With coach to the stars, Alan Milway

Move better to ride faster. So how can we be pain free and reduce injury risk? And how can get more enjoyment from our weekend ride?

Words by Alan Milway

Let’s start by unlocking your movement and improving your flexibility.

Most jobs today are sedentary or require only light movement, which leads to a horde of painful problems — lower back pain, upper back tightness, pain around shoulder blades, rounded shoulders, or a mismatched body where one side is much weaker than the other.

>>> How to not lose fitness when you’re off the bike

Manual workers don’t get away with pain free jobs either, many performing asymmetrical tasks, using one hand much more than the other, and in a twisted, mechanically poor position — brick layers, painters, tree surgeons etc. I’ve worked with all of these trades and many office workers and they all have similar symptoms.

1. Hip flexor stretch

If there is one stretch that will improve your quality of life, it is this one. I do not exaggerate when I say I have had emails thanking me for posting this stretch online and the changes it has made to bad backs. Because the hip flexors insert in the lower back, when we are seated a lot they become tight and weak, essentially pulling on the lower back. To stretch it effectively, get in to a lunge position, elevate the rear foot and drive forward gently pushing the front knee forward and rear glute through. You will feel this in the hip flexor and quad of the rear leg. Hold the stretch for at least 15 seconds, swap legs and do twice each side. If this is too tight, don’t raise the rear leg, but still keep stomach and bum tight throughout.

2. Arm sweep/QL stretch

Sitting either side of your lower spine, above the hips, are your quadratus lumborum — muscles for posture and turning and twisting. These can often get irritated from being sat down, and not twisting in daily life, or from being in a chronically poor position — bent over digging, painting, laying bricks and so on. To stretch them out lie on your side, while keeping both knees pressed down, sweep the top arm around your head in an arc, tracing the fingers along the floor. Find the tight spot and hold it there, then continue to finish the arc and return. Swap sides and repeat. Anything to mobilise, twist and massage the lower back will make a big difference. Perform two arm sweeps each side, and do each side twice.

3. Band pull apart

Hunched over, shoulders pulled forward, staring at your iPhone or computer screen all day? This anterior dominance plays havoc with your shoulders and back, and can manifest itself as soreness in the shoulder blades, rear shoulder, upper back areas. This exercise is so simple but so effective at sorting out this imbalance. It is also a good warm up for any upper body exercise: hold an exercise band in front of you with outstretched arms, arms straight with elbows locked. Pull the band apart, palms facing down, arms stretched outside of shoulder width, but elbows remain locked out and hold tension in the band for 10secs. Keeping tension, raise the arms higher so now at eye level. Keep tension for another 10secs. Now try and raise them even higher to just above head height, without arching your back. Hold for another 10secs. Now lower and hold at each of the previous positions. The total time will be 50secs for five positions of tension and result in a back and shoulders that are woken from their hunched slumber. Palms facing down, pull band apart so it is stretched outside of shoulder width, but elbows remain locked out.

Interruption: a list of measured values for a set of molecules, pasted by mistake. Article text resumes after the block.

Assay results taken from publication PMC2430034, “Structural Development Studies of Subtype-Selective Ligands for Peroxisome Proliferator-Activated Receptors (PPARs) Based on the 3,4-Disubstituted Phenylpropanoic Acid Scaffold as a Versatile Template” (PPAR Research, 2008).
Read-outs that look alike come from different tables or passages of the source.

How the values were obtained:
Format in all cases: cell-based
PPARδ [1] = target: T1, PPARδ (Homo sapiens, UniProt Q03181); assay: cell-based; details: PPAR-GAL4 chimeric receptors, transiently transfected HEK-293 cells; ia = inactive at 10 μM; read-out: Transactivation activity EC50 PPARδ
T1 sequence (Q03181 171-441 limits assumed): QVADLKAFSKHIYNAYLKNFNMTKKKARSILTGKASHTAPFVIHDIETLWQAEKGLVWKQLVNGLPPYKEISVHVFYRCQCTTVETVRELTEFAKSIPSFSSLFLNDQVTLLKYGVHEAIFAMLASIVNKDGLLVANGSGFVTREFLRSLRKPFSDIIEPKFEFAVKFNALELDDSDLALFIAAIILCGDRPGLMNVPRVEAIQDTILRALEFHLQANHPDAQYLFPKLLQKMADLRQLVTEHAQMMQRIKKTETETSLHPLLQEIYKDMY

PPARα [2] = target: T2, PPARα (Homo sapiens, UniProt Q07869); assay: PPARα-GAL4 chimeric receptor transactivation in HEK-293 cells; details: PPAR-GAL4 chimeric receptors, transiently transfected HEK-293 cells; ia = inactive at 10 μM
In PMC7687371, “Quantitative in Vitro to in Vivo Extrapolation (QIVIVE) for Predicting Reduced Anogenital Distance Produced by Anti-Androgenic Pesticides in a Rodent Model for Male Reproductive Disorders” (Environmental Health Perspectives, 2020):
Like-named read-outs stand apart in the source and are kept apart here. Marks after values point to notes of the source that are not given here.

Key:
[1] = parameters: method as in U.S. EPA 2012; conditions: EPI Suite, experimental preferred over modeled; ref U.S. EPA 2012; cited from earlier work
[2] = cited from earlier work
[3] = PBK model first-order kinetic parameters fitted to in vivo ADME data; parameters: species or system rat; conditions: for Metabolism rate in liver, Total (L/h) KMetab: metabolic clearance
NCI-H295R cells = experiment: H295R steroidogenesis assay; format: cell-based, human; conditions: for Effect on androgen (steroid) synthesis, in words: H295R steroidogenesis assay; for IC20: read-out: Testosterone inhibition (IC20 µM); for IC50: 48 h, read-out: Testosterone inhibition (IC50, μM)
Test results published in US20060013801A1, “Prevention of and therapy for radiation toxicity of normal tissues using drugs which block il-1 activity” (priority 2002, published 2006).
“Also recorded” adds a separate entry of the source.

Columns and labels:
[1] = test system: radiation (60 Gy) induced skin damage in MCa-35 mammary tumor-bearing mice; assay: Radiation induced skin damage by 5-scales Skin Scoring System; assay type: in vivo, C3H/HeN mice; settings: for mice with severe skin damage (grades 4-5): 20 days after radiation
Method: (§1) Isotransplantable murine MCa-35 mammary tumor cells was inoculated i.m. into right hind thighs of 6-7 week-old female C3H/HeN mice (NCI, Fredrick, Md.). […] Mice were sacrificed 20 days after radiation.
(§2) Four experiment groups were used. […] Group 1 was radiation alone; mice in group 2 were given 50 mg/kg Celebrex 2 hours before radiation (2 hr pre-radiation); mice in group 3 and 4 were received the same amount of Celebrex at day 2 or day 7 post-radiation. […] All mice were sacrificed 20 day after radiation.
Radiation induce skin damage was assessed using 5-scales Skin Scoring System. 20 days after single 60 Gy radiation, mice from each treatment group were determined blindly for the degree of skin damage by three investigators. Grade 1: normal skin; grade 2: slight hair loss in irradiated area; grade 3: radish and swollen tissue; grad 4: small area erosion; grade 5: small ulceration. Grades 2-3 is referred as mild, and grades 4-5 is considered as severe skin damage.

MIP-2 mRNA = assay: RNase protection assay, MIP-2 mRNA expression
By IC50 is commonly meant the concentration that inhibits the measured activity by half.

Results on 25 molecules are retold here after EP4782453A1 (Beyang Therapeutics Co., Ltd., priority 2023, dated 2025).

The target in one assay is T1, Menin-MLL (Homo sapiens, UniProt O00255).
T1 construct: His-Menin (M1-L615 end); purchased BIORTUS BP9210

Pro Tip: Don’t let your shoulders rise up as you lift the band up.

4. Hamstring stretch

Unless you are one of the lucky ones who has naturally good mobility here, I expect you will suffer from tight hamstrings as cycling does little to stretch them and keep them elongated — and neither does sitting. Tight hamstrings can affect our ability to bend over properly, and this then has a knock-on effect to a rounded back and potential injuries caused by poor mechanics. There are numerous hamstring stretches, my favourite is lying on your back and raising your leg up to a wall, pushing the knees in towards the wall and toes back towards you. You can hold just enough tension to allow a longer stretch, which is what will help most. Aim for one minute per leg and do each leg twice. Gradually increase tension by sliding your bum closer to wall, but not so much that you are grimacing.

5. Air squats

These give really good insight to your tightness around the hips and back – can you squat down while keeping a neutral back (i.e not curling your back over) and get the line of your hips below the knee joint? Start with arms out in front of you, and progress to fingers placed on the side of your neck, and if you can, now try this with hands overhead and try to keep your hands overhead as you squat down. This is harder and will show tightness in back and lats if there. If you are so tight you can’t squat down even with hands out front, grab a pole or door frame and use this as an ‘anchor’ to lower you down. I call this a ‘pole dancer’s squat’. It’s not sexy but it’s a great place to start.